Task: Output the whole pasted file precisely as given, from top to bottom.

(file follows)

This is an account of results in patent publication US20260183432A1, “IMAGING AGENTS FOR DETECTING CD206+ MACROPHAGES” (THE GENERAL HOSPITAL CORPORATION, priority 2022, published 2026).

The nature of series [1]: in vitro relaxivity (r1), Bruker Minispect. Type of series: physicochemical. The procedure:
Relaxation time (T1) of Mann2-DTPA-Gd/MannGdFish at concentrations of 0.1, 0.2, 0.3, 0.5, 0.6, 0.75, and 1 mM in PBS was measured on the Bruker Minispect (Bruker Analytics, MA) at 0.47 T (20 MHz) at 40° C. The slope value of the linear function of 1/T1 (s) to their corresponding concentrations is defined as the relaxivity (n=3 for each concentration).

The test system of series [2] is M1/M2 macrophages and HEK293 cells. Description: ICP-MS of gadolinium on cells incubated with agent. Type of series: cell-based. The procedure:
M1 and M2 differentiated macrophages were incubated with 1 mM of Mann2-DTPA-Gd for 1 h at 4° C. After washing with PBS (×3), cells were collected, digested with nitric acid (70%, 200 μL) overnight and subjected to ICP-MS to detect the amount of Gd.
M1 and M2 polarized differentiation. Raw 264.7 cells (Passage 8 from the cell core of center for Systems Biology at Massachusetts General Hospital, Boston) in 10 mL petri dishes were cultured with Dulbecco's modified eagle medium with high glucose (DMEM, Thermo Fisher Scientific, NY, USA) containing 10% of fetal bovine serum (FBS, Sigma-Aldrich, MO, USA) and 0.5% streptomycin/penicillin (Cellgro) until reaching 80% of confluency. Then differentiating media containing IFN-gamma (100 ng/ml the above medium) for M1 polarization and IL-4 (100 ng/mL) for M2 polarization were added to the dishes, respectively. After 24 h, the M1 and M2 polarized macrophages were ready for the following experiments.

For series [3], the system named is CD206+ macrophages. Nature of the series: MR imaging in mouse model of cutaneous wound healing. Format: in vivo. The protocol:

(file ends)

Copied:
This is an account of results in patent publication US20260183432A1, “IMAGING AGENTS FOR DETECTING CD206+ MACROPHAGES” (THE GENERAL HOSPITAL CORPORATION, priority 2022, published 2026).

The nature of series [1]: in vitro relaxivity (r1), Bruker Minispect. Type of series: physicochemical. The procedure:
Relaxation time (T1) of Mann2-DTPA-Gd/MannGdFish at concentrations of 0.1, 0.2, 0.3, 0.5, 0.6, 0.75, and 1 mM in PBS was measured on the Bruker Minispect (Bruker Analytics, MA) at 0.47 T (20 MHz) at 40° C. The slope value of the linear function of 1/T1 (s) to their corresponding concentrations is defined as the relaxivity (n=3 for each concentration).

The test system of series [2] is M1/M2 macrophages and HEK293 cells. Description: ICP-MS of gadolinium on cells incubated with agent. Type of series: cell-based. The procedure:
M1 and M2 differentiated macrophages were incubated with 1 mM of Mann2-DTPA-Gd for 1 h at 4° C. After washing with PBS (×3), cells were collected, digested with nitric acid (70%, 200 μL) overnight and subjected to ICP-MS to detect the amount of Gd.
M1 and M2 polarized differentiation. Raw 264.7 cells (Passage 8 from the cell core of center for Systems Biology at Massachusetts General Hospital, Boston) in 10 mL petri dishes were cultured with Dulbecco's modified eagle medium with high glucose (DMEM, Thermo Fisher Scientific, NY, USA) containing 10% of fetal bovine serum (FBS, Sigma-Aldrich, MO, USA) and 0.5% streptomycin/penicillin (Cellgro) until reaching 80% of confluency. Then differentiating media containing IFN-gamma (100 ng/ml the above medium) for M1 polarization and IL-4 (100 ng/mL) for M2 polarization were added to the dishes, respectively. After 24 h, the M1 and M2 polarized macrophages were ready for the following experiments.

For series [3], the system named is CD206+ macrophages. Nature of the series: MR imaging in mouse model of cutaneous wound healing. Format: in vivo. The protocol: